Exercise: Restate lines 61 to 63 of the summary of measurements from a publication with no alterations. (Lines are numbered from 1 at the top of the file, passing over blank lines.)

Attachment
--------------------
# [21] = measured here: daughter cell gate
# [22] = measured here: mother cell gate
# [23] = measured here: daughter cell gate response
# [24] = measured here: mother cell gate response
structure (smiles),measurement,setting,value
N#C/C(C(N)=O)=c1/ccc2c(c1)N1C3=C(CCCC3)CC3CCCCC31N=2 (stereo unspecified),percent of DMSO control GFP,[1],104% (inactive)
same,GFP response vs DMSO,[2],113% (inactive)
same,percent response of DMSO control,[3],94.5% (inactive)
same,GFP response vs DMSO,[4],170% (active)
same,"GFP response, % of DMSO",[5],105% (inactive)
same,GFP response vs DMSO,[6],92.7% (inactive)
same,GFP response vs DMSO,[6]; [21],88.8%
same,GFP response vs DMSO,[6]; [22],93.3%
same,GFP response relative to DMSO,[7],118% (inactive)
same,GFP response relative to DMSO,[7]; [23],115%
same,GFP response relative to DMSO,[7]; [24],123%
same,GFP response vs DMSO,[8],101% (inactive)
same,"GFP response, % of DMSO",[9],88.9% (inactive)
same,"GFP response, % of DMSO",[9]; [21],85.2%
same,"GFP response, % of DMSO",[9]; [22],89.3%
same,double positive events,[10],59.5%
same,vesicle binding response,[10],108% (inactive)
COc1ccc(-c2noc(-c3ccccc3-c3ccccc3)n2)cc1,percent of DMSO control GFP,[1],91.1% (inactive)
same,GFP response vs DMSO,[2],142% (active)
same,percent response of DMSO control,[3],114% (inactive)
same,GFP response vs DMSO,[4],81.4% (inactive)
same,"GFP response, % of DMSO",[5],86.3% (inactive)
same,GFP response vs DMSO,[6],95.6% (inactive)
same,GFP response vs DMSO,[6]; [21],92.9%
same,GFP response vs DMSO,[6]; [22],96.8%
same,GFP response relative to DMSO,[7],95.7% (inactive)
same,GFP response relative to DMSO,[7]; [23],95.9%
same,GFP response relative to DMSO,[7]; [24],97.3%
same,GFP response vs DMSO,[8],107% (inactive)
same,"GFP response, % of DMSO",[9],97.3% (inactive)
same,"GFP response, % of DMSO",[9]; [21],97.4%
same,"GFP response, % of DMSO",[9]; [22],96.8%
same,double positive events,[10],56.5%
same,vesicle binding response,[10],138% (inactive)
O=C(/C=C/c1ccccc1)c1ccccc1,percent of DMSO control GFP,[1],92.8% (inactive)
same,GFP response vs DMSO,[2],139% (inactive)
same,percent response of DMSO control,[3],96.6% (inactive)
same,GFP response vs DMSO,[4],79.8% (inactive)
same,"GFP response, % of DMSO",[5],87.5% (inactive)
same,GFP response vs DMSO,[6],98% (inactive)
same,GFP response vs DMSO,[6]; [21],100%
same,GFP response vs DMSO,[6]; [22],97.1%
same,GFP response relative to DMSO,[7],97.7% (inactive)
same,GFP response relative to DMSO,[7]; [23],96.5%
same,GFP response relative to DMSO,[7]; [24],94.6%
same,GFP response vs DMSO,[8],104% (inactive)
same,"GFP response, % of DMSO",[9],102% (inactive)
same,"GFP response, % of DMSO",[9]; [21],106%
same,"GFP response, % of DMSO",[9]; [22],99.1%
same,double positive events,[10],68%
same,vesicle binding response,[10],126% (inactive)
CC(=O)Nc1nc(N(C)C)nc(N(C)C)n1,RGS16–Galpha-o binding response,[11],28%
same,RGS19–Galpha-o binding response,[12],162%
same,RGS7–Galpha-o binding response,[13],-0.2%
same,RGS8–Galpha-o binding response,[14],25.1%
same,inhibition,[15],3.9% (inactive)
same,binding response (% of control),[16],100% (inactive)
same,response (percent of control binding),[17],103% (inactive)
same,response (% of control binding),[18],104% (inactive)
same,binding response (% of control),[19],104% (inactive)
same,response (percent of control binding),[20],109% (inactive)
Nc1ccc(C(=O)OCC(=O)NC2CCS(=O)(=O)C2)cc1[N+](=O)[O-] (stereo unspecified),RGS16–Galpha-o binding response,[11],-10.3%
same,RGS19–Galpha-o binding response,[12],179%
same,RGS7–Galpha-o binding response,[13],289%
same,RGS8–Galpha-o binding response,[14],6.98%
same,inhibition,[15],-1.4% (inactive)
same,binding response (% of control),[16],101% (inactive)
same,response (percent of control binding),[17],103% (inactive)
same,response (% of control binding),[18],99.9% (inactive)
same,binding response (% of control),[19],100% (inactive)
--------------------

same,inhibition,[15],3.9% (inactive)
same,binding response (% of control),[16],100% (inactive)
same,response (percent of control binding),[17],103% (inactive)